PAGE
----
They Cage the Animals at Night
by Jennings Michael Burch
Originally published 1984
One misty evening, Jennings Michael Burch’s mother, too sick to care for him, left her eight-year-old son at an orphanage with the words, “I’ll be right back.” But she did not.
The book is a true story about a child that suddenly finds himself in and out of orphanages, institutions, and foster homes over for four years. He did not know his alcoholic father who had no part in his life. His mother was in and out of hospitals battling physical and mental illness. Jennings deals with abandonment, loneliness, and abuse, from some who were supposed to be caring for him.
This takes place during the early 1950’s. Things are much different today. We do not put bars on the windows or barbed wire around the top of the fence to keep children in. We do not let one person supervise 30 kids, assign them numbers like prisoners, or make them live in dormitories with 30 or 40 other kids.
This book does show the kinds of people that work as house parents and foster parents. Some were gruff, rough, abusive and did not like their work or children. Others were compassionate and concerned with a child’s emotional and physical wellbeing.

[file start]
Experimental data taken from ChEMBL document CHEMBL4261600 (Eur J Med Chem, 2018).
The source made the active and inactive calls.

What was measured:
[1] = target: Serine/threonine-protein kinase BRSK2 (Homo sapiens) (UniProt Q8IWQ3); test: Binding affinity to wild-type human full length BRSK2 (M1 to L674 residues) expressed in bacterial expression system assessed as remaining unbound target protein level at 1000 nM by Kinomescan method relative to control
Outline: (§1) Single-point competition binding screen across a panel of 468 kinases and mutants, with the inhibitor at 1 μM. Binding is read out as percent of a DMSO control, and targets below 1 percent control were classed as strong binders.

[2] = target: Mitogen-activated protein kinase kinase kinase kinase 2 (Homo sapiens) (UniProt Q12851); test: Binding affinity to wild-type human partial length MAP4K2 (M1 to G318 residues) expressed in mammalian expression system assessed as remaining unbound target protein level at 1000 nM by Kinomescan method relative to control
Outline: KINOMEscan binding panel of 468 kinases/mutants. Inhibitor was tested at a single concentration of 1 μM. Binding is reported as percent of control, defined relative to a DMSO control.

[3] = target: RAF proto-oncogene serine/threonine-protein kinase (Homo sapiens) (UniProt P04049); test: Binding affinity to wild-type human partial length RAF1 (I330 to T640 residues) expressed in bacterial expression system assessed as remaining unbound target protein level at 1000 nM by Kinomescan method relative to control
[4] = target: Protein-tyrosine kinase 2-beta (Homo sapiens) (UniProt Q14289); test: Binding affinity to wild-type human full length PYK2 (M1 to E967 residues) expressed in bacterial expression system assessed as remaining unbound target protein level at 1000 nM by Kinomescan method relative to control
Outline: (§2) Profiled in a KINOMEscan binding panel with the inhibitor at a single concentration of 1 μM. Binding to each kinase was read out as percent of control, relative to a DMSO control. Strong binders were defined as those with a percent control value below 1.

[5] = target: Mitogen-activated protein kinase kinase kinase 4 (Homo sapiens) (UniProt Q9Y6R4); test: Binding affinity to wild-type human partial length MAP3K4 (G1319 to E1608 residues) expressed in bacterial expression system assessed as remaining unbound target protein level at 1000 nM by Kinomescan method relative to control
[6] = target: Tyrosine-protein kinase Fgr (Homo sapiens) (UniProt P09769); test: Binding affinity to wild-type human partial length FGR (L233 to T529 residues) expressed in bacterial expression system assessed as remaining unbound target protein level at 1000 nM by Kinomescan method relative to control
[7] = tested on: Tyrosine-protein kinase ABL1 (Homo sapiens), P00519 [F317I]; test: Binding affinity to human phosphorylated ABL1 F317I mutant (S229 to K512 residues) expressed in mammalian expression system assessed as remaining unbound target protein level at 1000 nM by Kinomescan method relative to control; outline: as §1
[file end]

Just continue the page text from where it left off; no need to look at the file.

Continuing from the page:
The strong points of the books are:
- Realizing the resilience and strength Jennings had and how just a few key people made a difference in his life.
- Reading this book helps all realize what an influence we have on others. Even if we do not work directly with children, the book shows that some of the greatest and most positive influences for Jennings were people he did not live with, (teachers, a bus driver, and a night watchman).
- Seeing the foster system from a child’s point of view. Even though the book is dated, children in care today can have the same feelings of loneliness, fear, pain, shame abandonment, and depression.
You will experience all kinds of emotions as you read this book. They Cage the Animals at Night might be especially helpful to house parents and those fostering or thinking about fostering. Anybody reading the book will grow in their understanding of others, both children and adults.